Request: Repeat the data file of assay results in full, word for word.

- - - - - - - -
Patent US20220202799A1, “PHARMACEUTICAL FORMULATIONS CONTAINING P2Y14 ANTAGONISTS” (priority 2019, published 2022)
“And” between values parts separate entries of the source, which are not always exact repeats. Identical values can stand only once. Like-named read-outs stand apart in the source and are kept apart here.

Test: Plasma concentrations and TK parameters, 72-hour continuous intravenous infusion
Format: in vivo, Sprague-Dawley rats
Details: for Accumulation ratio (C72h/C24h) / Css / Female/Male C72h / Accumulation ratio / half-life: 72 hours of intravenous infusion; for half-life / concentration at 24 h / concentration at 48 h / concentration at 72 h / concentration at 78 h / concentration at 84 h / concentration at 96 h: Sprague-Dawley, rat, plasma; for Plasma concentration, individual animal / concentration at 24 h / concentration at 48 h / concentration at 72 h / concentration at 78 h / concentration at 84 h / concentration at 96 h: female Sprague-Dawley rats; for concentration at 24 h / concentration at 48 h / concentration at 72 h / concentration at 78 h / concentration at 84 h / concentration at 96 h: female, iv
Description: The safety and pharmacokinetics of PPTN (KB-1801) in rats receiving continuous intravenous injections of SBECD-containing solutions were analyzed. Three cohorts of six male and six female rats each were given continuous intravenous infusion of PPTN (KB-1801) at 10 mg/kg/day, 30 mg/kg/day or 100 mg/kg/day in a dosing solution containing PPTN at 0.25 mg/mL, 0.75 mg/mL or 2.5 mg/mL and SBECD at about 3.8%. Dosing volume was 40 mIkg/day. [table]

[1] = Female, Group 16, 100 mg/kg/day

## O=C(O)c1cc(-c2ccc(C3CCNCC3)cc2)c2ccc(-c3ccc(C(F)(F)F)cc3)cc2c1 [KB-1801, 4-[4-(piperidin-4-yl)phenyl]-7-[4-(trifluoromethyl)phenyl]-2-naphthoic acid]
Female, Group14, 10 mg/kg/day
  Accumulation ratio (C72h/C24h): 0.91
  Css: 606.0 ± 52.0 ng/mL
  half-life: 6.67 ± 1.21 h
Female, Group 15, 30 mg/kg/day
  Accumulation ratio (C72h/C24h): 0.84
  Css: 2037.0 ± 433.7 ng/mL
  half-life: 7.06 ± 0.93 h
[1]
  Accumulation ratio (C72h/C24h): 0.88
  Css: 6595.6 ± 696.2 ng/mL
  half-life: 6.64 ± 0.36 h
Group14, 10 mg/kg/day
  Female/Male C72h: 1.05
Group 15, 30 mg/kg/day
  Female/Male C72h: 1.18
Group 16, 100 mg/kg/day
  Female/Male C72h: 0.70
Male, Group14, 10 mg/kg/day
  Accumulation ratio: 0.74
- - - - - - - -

Patent US20220202799A1, “PHARMACEUTICAL FORMULATIONS CONTAINING P2Y14 ANTAGONISTS” (priority 2019, published 2022)
“And” between values parts separate entries of the source, which are not always exact repeats. Identical values can stand only once. Like-named read-outs stand apart in the source and are kept apart here.

Test: Plasma concentrations and TK parameters, 72-hour continuous intravenous infusion
Format: in vivo, Sprague-Dawley rats
Details: for Accumulation ratio (C72h/C24h) / Css / Female/Male C72h / Accumulation ratio / half-life: 72 hours of intravenous infusion; for half-life / concentration at 24 h / concentration at 48 h / concentration at 72 h / concentration at 78 h / concentration at 84 h / concentration at 96 h: Sprague-Dawley, rat, plasma; for Plasma concentration, individual animal / concentration at 24 h / concentration at 48 h / concentration at 72 h / concentration at 78 h / concentration at 84 h / concentration at 96 h: female Sprague-Dawley rats; for concentration at 24 h / concentration at 48 h / concentration at 72 h / concentration at 78 h / concentration at 84 h / concentration at 96 h: female, iv
Description: The safety and pharmacokinetics of PPTN (KB-1801) in rats receiving continuous intravenous injections of SBECD-containing solutions were analyzed. Three cohorts of six male and six female rats each were given continuous intravenous infusion of PPTN (KB-1801) at 10 mg/kg/day, 30 mg/kg/day or 100 mg/kg/day in a dosing solution containing PPTN at 0.25 mg/mL, 0.75 mg/mL or 2.5 mg/mL and SBECD at about 3.8%. Dosing volume was 40 mIkg/day. [table]

[1] = Female, Group 16, 100 mg/kg/day

## O=C(O)c1cc(-c2ccc(C3CCNCC3)cc2)c2ccc(-c3ccc(C(F)(F)F)cc3)cc2c1 [KB-1801, 4-[4-(piperidin-4-yl)phenyl]-7-[4-(trifluoromethyl)phenyl]-2-naphthoic acid]
Female, Group14, 10 mg/kg/day
  Accumulation ratio (C72h/C24h): 0.91
  Css: 606.0 ± 52.0 ng/mL
  half-life: 6.67 ± 1.21 h
Female, Group 15, 30 mg/kg/day
  Accumulation ratio (C72h/C24h): 0.84
  Css: 2037.0 ± 433.7 ng/mL
  half-life: 7.06 ± 0.93 h
[1]
  Accumulation ratio (C72h/C24h): 0.88
  Css: 6595.6 ± 696.2 ng/mL
  half-life: 6.64 ± 0.36 h
Group14, 10 mg/kg/day
  Female/Male C72h: 1.05
Group 15, 30 mg/kg/day
  Female/Male C72h: 1.18
Group 16, 100 mg/kg/day
  Female/Male C72h: 0.70
Male, Group14, 10 mg/kg/day
  Accumulation ratio: 0.74